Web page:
This is an archived article that was published on in 2014, and information in the article may be outdated. It is provided only for personal research purposes and may not be reprinted.

With a recent class action lawsuit filed against Salt Lake City alleging the new kiosk system of parking enforcement violates ordinances, it's time to revisit individuals frustrated by the system's glitches.

The problems with the new system are as diverse as they are common.

City officials are still trying to work out the bugs that result in patrons getting parking tickets they don't deserve, but the stories keep coming:

• Bryan Holden recently parked at a meter in downtown Salt Lake City and attempted to pay for the time with his credit card, but it didn't work. The message that scrolled across the screen stated: "Card rejected."

He figured the scanner just didn't read the card correctly, so he tried again. The second time, he was successful, got his receipt and went to his appointment.

Later, when he checked his bank account he discovered the card had not been rejected the first time. He was charged twice.

• Mark Buchi didn't get a ticket, but he did learn you cannot add more time with your credit card like you can by adding more coins.

He charged an hour on his credit card, but when his friend told him they might be a little longer than that, he put the credit card back in the slot to pay for more time.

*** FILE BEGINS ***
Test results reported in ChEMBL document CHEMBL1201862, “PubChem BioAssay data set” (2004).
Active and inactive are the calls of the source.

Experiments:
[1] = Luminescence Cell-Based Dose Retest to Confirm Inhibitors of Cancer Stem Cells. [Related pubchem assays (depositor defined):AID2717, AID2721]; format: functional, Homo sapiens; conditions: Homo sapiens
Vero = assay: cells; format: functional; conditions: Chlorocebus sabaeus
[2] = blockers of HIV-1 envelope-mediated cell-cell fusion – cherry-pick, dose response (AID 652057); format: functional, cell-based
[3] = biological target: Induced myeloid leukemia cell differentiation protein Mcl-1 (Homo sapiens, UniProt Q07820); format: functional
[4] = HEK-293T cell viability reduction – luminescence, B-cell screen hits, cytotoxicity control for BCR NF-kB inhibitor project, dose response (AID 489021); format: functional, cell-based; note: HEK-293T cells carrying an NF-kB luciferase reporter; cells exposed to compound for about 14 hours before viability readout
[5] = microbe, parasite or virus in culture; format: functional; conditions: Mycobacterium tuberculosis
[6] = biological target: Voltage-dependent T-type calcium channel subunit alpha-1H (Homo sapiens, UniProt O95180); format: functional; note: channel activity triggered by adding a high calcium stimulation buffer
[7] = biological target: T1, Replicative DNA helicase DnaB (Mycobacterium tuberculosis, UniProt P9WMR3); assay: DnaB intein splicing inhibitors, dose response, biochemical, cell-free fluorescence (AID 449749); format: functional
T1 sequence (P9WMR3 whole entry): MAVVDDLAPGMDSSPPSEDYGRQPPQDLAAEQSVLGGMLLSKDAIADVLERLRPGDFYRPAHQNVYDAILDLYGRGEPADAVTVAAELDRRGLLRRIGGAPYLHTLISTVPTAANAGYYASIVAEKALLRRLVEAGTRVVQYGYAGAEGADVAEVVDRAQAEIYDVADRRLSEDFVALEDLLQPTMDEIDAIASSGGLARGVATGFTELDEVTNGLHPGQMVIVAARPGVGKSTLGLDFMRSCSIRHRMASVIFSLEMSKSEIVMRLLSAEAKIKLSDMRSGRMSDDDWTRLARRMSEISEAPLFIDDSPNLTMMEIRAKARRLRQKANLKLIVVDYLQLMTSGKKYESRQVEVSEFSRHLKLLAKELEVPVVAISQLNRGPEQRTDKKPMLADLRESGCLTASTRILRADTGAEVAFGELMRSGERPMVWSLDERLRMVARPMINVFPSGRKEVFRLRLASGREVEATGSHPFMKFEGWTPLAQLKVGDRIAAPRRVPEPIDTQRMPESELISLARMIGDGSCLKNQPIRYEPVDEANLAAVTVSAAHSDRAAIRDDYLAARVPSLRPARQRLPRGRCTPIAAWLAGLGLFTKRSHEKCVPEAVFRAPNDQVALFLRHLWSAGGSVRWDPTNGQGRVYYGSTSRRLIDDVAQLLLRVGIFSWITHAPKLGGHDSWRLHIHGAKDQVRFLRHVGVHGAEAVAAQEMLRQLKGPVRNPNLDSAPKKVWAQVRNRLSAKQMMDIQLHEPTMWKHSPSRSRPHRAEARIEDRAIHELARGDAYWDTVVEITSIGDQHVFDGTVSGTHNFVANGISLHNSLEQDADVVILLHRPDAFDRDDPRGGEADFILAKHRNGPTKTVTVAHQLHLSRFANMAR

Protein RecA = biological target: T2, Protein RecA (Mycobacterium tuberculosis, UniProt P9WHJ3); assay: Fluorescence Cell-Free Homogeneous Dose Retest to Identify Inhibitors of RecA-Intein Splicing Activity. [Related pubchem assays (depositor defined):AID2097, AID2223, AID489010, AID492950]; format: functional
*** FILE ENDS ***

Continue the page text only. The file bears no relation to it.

To his irritation, the machine did not add more time, even though it took the payment.

• Another reader notes that the kiosks don't actually start working until 8 a.m., when the parking enforcement begins.

If you have a 7:45 a.m. meeting, and you try to pay for an hour-and-a-half to cover the time of the meeting, the kiosk won't take your money.

• A Davis County woman brought her friend, who is confined to a wheelchair, to Salt Lake City to view the Dead Sea Scrolls exhibit at the Leonardo.

She couldn't find any designated handicapped parking stalls near the Leonardo, so she parked in a regular stall and paid at the kiosk.

But the parking had just a two-hour limit and when she was inside, it became obvious that, with her friend's limitations, it would take longer than the two hours parking she had been allotted. And, as I noted earlier, the kiosk would not allow her to add more time.

Her choice was to leave her friend alone in the Leonardo while she found a new parking spot, leave without seeing half the exhibit, or suffer the ticket.

She chose the latter.

Another side of the story: One reader familiar to Salt Lake City's Justice Court personnel, says they aren't too happy with the new system either.

Because you get a receipt with the kiosk system, a large part of the city's lost revenue from parking enforcement is from tickets that have to be dismissed when the violator shows up with a receipt with an expiration time later than the time the ticket was written, he says.

With the old mechanical meters, if a parking enforcement officer wrote a ticket with time remaining, the "violator" had no proof, the hearing officer always sided with the enforcement officer.

Kumbaya: The Democratic Party in Salt Lake County had a primary race Tuesday for county auditor.

On their campaign pages, the two candidates listed prominent Utahns who endorsed them.

The list of endorsements for Jeff Hatch included Salt Lake County Council member Randy Horiuchi and state Reps. Joel Briscoe, Janice Fisher and Mark Wheatley.

The endorsements for his opponent, Chris Stout, included Salt Lake County Council member Randy Horiuchi and state Reps. Joel Briscoe, Janice Fisher and Mark Wheatley.